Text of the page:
What you see. The starting point for addressing any equine health related issue is your observation.


Mare Should be Pregnant but Does Not Look It


Mares that are pregnant have a roundness and a palpable springiness to their abdomen. The mammary glands should develop starting at 4-6 weeks before due date. However, mares that have had multiple foals may look pregnant even when they are not.

The equine pregnancy is 330-400+ days. The average gestation for light horses is about 335 days. Larger breeds tend to have longer pregnancies. Mares can be examined for pregnancy by your vet at as early as 14 days following the end of the heat cycle within which the mare was bred.

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    Contact Your Vet at Your Convenience for an Appointment
    • Your vet can determine whether or not the mare is pregnant.

your role


What To Do

You wonder whether your mare is pregnant. She should be, but does not look or act pregnant. What should you do?

There is no way for you to definitively tell by visual assessment whether or not a mare is pregnant. While some mares become enormous in later pregnancy, others do not. In late term pregnancy, you may (or may not) notice the fetus moving in the mare's flank. For this reason, you should contact your vet.

your vet's role

The first, early exam is done by ultrasound and rectal palpation. Vets typically perform a second exam at about 45-60 days. Rectal palpation for pregnancy can be done very early, but the added information provided with ultrasound is helpful.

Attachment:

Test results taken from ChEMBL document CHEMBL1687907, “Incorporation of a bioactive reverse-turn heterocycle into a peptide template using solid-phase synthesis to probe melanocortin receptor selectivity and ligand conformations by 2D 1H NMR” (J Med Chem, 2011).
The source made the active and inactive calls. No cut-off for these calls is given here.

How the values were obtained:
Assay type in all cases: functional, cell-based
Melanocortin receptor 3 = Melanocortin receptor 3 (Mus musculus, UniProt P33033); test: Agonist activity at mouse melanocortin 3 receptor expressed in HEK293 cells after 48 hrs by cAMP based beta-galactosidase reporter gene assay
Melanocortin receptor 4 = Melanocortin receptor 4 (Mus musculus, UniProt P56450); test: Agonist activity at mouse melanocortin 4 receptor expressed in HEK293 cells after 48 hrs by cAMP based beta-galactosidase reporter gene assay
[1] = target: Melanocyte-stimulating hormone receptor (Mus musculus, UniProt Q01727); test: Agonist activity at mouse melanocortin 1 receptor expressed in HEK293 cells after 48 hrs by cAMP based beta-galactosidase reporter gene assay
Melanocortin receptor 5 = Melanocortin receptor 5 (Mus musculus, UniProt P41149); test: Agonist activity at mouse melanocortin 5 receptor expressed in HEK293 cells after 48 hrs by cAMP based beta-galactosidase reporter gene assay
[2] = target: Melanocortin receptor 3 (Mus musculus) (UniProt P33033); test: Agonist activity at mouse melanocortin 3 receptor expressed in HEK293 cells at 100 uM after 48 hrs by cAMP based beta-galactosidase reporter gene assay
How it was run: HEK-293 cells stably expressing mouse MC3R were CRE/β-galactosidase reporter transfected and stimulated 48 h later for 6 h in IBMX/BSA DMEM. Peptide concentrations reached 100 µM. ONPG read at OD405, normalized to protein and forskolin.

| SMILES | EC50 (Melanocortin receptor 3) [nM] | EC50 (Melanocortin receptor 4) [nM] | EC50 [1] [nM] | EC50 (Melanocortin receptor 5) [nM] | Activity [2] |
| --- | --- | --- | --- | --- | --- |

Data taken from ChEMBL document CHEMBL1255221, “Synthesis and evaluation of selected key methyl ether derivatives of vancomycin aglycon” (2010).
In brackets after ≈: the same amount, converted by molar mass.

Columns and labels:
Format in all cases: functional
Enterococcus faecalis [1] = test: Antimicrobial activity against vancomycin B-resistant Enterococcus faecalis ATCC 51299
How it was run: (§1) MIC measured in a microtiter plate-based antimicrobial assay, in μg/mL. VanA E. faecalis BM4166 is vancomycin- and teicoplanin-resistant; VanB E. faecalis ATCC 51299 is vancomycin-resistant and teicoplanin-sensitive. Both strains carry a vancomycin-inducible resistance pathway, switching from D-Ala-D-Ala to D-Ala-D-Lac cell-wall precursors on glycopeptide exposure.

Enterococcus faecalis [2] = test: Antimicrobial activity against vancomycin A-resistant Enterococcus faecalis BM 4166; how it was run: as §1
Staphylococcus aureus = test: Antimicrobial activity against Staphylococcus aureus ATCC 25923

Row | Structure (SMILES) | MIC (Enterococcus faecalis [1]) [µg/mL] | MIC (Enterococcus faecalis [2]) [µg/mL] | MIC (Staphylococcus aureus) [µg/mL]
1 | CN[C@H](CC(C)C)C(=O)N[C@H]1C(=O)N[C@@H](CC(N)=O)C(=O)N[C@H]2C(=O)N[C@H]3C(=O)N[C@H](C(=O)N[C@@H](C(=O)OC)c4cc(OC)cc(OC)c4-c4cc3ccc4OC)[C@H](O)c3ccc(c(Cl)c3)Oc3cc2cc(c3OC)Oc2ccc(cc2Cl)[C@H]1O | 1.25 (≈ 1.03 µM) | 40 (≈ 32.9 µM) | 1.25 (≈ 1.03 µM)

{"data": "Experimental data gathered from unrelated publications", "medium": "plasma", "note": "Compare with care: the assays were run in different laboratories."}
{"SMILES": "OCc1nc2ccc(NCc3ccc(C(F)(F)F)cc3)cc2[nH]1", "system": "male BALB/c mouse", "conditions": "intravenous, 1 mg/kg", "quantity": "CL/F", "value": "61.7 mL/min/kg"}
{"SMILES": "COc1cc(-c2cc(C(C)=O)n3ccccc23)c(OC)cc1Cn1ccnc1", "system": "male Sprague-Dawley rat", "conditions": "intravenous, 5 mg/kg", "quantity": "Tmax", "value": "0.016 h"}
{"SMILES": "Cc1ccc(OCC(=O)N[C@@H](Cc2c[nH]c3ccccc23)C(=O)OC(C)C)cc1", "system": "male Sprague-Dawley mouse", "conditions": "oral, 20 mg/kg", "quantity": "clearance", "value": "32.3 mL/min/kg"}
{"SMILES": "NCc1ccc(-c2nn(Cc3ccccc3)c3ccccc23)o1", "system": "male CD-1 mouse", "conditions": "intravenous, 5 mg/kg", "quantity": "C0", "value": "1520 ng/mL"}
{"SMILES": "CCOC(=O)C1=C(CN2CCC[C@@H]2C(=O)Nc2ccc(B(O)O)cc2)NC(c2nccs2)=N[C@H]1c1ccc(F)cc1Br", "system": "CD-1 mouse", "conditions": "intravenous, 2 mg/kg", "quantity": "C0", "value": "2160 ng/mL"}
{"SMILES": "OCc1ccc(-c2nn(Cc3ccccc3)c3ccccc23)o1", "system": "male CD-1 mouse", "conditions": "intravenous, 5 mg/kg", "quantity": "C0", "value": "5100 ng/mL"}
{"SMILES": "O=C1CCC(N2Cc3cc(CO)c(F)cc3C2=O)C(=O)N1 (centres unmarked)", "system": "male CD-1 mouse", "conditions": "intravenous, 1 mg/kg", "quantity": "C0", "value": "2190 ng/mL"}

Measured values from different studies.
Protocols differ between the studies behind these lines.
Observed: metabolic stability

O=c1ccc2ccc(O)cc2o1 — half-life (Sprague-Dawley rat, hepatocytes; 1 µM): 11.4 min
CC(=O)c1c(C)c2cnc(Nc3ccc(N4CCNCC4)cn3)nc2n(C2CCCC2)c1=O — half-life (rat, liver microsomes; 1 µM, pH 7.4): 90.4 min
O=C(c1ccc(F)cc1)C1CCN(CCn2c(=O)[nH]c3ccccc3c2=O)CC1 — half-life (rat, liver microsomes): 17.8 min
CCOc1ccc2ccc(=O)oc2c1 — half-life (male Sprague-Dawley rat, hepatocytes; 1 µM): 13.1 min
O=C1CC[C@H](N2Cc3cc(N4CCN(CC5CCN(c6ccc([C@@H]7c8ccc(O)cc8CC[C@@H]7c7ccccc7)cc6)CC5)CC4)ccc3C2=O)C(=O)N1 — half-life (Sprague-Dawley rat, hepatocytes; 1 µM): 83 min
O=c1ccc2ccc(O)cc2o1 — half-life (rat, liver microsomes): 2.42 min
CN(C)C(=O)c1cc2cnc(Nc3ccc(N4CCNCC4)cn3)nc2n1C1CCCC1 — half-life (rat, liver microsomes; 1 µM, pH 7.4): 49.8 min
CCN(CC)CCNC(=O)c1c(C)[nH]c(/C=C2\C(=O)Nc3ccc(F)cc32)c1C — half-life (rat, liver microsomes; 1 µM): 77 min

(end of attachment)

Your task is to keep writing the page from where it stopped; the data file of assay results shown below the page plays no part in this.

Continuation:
In late term pregnancy, it is easy for your vet to determine whether or not the mare is pregnant using rectal palpation and ultrasound. Ultrasound through the abdominal wall can give more information about the health of the developing fetus. Hormone assays for pregnancy can confirm pregnancy only within specific time windows, but may be helpful in some situations.
Questions Your Vet Might Ask:
  • What is the horse's age, sex, breed and history?
  • What were the mare's breeding dates?
  • Has the mare had prior foals or is she a maiden?
  • Was the mare confirmed in foal by a veterinarian?
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  • Does the mare have a history of eating fescue hay or being on fescue pasture?

Treatments Your Vet May Recommend

A way to resolve the condition or diagnosis. Resolving the underlying cause or treating the signs of disease (symptomatic treatment)

Very Common
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Author: Doug Thal DVM Dipl. ABVP